Outside of combat the rest of the game feels standard for any RPG. You’ll enter new towns and search out the shops to buy/sell items and equipment, look for clues on where to go next, and stop by the inn to rest up before leaving the next morning to do it all again. I do have a few complaints about the game that are more nitpicky problems than flaws. The first is that you’re never quite sure where you need to go. Luke will say, “We need to head to St. Binah next,” but then you’re not given any idea where St. Binah is located. Early on you unlock a map but navigating it can be tough because it doesn’t highlight any locations until you visit them (thus negating any intrinsic benefit of a map). While traveling by ship I actually got stuck in the ocean and could not get out, forcing me to reload from my last save to continue. The frame rate takes a hit when there’s a lot happening on screen, particularly when traveling through the overworld.  Even with the intricate combat system, most battles amount to doing the same attacks and combos over and over until the enemy is defeated, and this can get monotonous early on in this 30+ hour game. Overall Tales of the Abyss is a fun RPG experience that fans of the series and genre (and the original PS2 version) will surely enjoy, but is not without its flaws.



A fantastic soundtrack accompanies the game throughout. Majestic chords play while exploring the kingdom of Kimlasca, a dreary song sets the mood when rummaging through a cave filled with poisonous mist, and exciting music only adds to the intensity of each battle. The 3DS does a great job of capturing the original soundtrack for the game and emulates that sound perfectly on the small handheld. Most conversations are fully voiced, though not all of them. Voice acting is generally mixed, with convincing performances by each character but sometimes questionable English translation. Random optional conversations pop up throughout the game (quite often after a significant story event) but these events are devoid of any sound outside the background music. Some instances of these exchanges don’t have any sound at all and definitely feel out of place. Why these lines aren’t spoken is beyond me, and this comes off as one of the odd blemishes to the game.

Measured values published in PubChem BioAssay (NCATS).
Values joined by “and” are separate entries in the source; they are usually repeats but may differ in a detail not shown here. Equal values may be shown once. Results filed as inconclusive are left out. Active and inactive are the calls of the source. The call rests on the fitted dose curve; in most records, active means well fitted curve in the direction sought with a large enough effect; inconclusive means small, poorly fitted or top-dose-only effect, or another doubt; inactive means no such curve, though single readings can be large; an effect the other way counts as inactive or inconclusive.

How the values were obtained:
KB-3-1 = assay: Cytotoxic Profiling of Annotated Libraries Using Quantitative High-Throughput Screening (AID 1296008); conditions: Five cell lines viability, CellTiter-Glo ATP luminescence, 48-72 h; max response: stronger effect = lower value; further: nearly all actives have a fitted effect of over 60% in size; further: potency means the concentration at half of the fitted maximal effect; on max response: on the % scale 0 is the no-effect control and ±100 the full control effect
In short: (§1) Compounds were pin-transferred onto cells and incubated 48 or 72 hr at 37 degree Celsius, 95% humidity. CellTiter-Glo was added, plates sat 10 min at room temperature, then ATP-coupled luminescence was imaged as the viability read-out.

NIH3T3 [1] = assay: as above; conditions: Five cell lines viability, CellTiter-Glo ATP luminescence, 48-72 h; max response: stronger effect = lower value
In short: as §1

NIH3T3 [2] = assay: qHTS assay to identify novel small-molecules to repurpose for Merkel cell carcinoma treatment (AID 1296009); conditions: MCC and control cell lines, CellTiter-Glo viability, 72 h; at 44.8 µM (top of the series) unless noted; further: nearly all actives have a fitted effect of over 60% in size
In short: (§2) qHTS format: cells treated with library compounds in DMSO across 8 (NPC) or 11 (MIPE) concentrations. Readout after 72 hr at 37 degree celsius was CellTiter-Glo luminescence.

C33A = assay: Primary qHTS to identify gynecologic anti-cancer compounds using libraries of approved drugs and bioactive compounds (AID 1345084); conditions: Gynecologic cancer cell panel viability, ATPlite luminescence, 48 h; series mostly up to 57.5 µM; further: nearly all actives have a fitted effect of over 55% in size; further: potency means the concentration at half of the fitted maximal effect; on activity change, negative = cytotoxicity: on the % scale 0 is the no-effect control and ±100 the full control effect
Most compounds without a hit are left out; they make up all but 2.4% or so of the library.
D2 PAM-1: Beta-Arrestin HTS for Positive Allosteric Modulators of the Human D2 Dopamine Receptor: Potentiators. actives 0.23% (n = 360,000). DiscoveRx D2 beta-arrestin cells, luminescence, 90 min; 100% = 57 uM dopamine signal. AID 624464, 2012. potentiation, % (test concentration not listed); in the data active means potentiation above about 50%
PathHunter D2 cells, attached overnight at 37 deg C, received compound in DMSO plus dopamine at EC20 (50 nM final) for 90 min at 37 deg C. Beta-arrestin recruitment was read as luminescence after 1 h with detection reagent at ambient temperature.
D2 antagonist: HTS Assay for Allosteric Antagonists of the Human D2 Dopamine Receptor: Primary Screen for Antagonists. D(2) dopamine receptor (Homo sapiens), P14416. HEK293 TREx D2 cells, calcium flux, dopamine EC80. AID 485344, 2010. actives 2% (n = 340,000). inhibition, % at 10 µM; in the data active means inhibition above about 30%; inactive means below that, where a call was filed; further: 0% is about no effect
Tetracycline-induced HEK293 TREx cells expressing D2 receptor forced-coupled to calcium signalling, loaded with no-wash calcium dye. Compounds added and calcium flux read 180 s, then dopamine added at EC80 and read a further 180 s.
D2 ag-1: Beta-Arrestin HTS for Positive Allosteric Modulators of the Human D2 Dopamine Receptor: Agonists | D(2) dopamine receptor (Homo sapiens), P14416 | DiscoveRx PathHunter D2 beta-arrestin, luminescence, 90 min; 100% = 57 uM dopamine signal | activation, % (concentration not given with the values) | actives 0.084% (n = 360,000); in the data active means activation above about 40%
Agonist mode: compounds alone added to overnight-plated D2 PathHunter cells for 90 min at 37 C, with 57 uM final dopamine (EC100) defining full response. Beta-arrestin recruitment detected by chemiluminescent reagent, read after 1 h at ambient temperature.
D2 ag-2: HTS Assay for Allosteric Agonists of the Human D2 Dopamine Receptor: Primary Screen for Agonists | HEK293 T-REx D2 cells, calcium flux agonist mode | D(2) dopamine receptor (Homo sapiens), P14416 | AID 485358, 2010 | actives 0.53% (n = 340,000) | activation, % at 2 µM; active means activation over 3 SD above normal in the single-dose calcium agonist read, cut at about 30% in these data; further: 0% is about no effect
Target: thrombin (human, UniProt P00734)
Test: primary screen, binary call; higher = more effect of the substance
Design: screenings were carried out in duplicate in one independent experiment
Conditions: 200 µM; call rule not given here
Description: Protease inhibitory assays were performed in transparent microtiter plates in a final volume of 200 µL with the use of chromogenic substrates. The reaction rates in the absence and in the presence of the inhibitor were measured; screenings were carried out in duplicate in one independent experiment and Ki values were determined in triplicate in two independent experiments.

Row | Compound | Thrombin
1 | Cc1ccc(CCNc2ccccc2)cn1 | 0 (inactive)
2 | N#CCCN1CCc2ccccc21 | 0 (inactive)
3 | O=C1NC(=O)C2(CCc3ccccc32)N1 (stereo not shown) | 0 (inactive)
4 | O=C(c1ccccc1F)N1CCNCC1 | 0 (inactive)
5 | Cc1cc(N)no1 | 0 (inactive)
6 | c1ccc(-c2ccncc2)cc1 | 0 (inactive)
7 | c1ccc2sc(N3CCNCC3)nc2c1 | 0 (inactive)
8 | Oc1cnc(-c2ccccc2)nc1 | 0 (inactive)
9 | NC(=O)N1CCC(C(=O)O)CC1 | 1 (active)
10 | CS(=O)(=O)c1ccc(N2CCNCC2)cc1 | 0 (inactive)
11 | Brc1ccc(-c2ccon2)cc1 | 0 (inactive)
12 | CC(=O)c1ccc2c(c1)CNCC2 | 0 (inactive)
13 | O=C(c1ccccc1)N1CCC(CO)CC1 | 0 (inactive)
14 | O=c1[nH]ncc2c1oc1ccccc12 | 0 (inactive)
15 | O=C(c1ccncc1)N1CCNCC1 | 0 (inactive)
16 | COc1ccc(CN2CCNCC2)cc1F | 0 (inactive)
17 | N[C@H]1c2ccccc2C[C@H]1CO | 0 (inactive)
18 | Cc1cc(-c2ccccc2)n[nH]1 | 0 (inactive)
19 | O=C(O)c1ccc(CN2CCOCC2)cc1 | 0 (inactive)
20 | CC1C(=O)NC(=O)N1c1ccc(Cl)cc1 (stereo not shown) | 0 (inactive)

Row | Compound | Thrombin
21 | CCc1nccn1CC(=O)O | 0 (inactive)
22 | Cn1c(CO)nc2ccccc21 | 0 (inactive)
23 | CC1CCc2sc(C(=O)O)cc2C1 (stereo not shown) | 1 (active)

Tales of the Abyss was released on the PS2 back in 2006 and thus has a visual style representative of the time. That being said, the game doesn’t look bad, it just looks like a PS2 game. Character models are large and detailed, each new location you visit is different from the last, and overall the game is colorful and interesting on the eyes. Spread out through the game are occasional full motion cutscenes drawn in anime style that look great on the 3DS screen. The 3D capabilities of the system, however, are not used well here at all. When the 3D slider is on, characters and backgrounds bend and curve to try and create a 3D effect, but it’s clear that the 3D was an afterthought tacked on later. I played pretty much the entire game with the 3D slider off, and I encourage you to do the same.


Bottom Line

The Tales series has a great following among RPG fans, and it is well deserved. Tales of the Abyss for the 3DS is a faithful port of the PS2 version. A broad comprehensive battle system makes each fight worthwhile, if a bit repetitive. The story is told at the right pace and will keep you interested throughout the entirety of the game. But the experience isn’t entirely perfect, with some odd sound issues, a knack for getting you lost, and 3D visuals that should never be used. Fan of the series of fan of the genre, 3DS owners looking for a great RPG experience should play Tales of the Abyss.

7 / 10


  1. I really enjoyed Tales of Symphonia and Tales of Vesperia, although the series’ “style” remains the same with each incarnation. I’m very interested in getting an RPG for my 3DS, and the Tales of games have a wonderful battle system, but I think I’ll hold off on this purchase. Good review!